Sugrue looking forward to his side taking the game to Dublin this Sunday

Sugrue looking forward to his side taking the game to Dublin this Sunday

John Sugrue plots a future for Laois with a heavy dollop of realism in his management recipie for midland county in revival mode.

As debut seasons go, you probably couldn't ask for more if you were John Sugrue.

The man from Renard in south-west Kerry has called the O'Moore county his home for about fifteen years now, and having developed a reputation as a clever and successful coach in his native county, he is now coming to national attention through his work with Laois.

With the players have long called for his appointment, the time was finally right for him to step into the hotseat last winter, and now the rest of us see what many of the Laois panel already knew.

The transparency and honesty he speaks with in his role as Laois manager have been well-received, and needed, by the Laois senior panel, and the response is clear for all to see. Ten wins in a row is a remarkable achievement, but that record faces the ultimate test in Croke Park on Sunday.

So far this year, in terms of league positions at least, Westmeath are the highest ranked team they have played. After a third meeting with fellow Division 4 side Carlow in the semi-final, the bar now gets raised as high as it could possibly go with a date against Dublin.

“Dublin are going to be a different proposition, there's no hiding from that. But we're building and we're measuring ourselves against opposition and we’re going to go after this one.

“We're going to go after this one and try and set ourselves up to be competitive in the game, and to be competitive in the game you have to have an intention of winning it and not just try to stay in it.”

When it comes to the minutiae of how he and his management team actually will set out their stall against Dublin, Sugrue is certainly not about to fall into the trap of showing his cards prior to throw in this Sunday, but he does believe an ultra-defensive approach, as adopted by Carlow against his charges the last time out, isn’t necessarily the right plan of action.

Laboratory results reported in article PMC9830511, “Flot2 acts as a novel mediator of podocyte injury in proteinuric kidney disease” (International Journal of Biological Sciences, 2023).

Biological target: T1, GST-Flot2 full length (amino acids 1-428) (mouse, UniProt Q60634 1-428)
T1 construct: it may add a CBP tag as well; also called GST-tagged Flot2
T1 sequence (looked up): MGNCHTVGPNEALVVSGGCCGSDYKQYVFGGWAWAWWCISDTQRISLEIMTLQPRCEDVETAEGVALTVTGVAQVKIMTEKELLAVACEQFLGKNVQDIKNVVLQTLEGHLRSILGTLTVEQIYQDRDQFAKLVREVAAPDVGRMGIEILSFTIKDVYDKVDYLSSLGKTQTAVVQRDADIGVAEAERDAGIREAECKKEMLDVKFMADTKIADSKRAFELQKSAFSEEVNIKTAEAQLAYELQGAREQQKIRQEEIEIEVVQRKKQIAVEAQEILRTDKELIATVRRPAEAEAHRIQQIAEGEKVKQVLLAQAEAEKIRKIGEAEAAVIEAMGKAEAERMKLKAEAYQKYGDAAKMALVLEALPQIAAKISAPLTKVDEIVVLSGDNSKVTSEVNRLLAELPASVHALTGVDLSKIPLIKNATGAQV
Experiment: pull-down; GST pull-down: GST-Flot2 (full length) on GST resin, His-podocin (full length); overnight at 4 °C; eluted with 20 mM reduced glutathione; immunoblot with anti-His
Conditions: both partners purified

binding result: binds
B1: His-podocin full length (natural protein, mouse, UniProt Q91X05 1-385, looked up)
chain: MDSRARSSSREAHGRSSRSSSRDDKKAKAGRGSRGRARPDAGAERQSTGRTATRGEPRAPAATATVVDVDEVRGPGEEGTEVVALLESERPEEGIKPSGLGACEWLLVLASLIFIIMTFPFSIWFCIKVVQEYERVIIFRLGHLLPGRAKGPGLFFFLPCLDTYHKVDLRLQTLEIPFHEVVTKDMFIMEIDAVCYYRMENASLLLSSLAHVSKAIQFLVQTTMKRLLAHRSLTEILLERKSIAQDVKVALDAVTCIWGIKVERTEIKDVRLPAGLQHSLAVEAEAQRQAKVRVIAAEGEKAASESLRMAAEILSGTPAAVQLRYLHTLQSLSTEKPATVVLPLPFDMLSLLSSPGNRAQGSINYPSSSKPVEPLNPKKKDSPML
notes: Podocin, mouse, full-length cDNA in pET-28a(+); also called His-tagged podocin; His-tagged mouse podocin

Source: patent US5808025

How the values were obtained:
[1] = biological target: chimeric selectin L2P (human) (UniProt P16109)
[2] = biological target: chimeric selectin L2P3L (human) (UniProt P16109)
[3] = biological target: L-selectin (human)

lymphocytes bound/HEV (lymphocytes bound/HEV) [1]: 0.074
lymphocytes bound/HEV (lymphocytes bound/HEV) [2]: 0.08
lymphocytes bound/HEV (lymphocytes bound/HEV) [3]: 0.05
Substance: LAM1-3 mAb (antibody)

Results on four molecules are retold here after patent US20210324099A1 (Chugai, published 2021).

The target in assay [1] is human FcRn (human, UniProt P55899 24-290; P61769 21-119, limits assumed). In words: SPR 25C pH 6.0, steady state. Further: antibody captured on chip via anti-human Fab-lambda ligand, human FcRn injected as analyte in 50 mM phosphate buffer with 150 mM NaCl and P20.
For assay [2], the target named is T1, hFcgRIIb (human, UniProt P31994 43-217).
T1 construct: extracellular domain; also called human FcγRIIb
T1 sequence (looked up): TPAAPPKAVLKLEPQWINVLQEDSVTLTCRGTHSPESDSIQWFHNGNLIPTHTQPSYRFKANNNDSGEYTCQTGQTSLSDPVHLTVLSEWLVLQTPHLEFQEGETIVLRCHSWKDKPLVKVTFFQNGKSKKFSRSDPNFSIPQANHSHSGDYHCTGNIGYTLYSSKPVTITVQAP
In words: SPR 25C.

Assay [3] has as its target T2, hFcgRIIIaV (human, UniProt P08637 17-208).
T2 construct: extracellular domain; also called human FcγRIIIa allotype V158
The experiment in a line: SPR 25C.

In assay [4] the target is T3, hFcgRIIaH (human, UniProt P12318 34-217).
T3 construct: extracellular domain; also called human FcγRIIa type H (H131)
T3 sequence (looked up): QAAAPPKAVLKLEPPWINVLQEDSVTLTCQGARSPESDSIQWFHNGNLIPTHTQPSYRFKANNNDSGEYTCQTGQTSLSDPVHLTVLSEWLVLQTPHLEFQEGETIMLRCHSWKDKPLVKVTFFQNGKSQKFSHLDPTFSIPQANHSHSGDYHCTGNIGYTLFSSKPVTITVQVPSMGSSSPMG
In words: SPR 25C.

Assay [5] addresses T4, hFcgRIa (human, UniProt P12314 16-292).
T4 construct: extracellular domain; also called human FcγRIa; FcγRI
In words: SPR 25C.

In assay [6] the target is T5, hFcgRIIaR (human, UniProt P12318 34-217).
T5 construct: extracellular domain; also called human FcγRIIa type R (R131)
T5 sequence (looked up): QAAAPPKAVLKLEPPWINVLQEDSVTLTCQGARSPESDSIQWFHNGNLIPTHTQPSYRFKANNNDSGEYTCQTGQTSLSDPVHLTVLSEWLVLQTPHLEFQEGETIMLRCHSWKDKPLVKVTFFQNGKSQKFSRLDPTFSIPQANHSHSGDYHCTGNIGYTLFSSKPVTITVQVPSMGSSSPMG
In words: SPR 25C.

“Carlow shipped 19 points, I think (against Dublin in 2017). Now we'll see after the next day how it will turn out but if you play 15 behind the ball and ship 19 points you're probably not going to win a game. So that doesn't look like the formula.”

Speaking at the Laois Senior Football teams press night ahead of the Leinster Final the Laois boss was in bullish mood about the challenge that lies ahead for his charges as they prepare to take on, what many have described, as the greatest football team to have ever played the game.

The Kerry native it seems subscribes to the approach, that the best form of defence is attack.
“To be competitive in a game you have to have the intention of winning it and not just trying to stay in it.”

You could forgive the Kerryman for not wanting to heap too much praise on his native counties biggest rivals, but Sugrue is pragmatic enough to know that what Dublin have achieved over the last number of years is worthy of recognition. This recognition however, doesn’t mean that he is in anyway over-awed by his sides Leinster Final opponents.

“They play a good, hard brand of football. That's the football fellas want to play. Our fellas are going to try and play a reasonably good brand of football and a reasonably hard brand of football as well. And hopefully it will be a good game to watch.”

A glint in the Kerrymans eye suggests that far from fearing this Dublin side, both himself and his team are looking forward to the prospect of facing a side that are looking to make it eight Leinster titles in a row.

“The challenge is we’re facing a good team, and that’s a good challenge to have.”

Whatever that formula that will be adopted by the Kerry man against Dublin, he is certainly not in the mood for divulging it when he speaks to the assembled press at the Laois teams press night ahead of the provincial decide, but what we do know is that with him calling the shots, Laois have a manger that his players have trust and belief in, and that in the white hot heat of championship football can go a long way.

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